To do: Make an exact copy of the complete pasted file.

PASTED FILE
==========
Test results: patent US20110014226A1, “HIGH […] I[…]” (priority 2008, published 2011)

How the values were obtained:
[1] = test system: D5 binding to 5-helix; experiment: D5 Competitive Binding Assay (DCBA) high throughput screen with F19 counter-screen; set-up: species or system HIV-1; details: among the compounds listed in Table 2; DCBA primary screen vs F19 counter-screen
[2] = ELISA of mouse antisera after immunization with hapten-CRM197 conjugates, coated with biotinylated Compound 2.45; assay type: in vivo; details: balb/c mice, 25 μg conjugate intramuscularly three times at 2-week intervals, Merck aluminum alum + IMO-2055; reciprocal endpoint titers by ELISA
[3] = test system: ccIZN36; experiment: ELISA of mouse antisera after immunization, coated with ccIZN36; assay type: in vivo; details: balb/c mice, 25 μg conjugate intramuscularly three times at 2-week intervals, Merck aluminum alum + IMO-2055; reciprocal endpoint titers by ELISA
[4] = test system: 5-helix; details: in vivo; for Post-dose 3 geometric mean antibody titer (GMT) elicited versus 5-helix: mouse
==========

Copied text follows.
Test results: patent US20110014226A1, “HIGH […] I[…]” (priority 2008, published 2011)

How the values were obtained:
[1] = test system: D5 binding to 5-helix; experiment: D5 Competitive Binding Assay (DCBA) high throughput screen with F19 counter-screen; set-up: species or system HIV-1; details: among the compounds listed in Table 2; DCBA primary screen vs F19 counter-screen
[2] = ELISA of mouse antisera after immunization with hapten-CRM197 conjugates, coated with biotinylated Compound 2.45; assay type: in vivo; details: balb/c mice, 25 μg conjugate intramuscularly three times at 2-week intervals, Merck aluminum alum + IMO-2055; reciprocal endpoint titers by ELISA
[3] = test system: ccIZN36; experiment: ELISA of mouse antisera after immunization, coated with ccIZN36; assay type: in vivo; details: balb/c mice, 25 μg conjugate intramuscularly three times at 2-week intervals, Merck aluminum alum + IMO-2055; reciprocal endpoint titers by ELISA
[4] = test system: 5-helix; details: in vivo; for Post-dose 3 geometric mean antibody titer (GMT) elicited versus 5-helix: mouse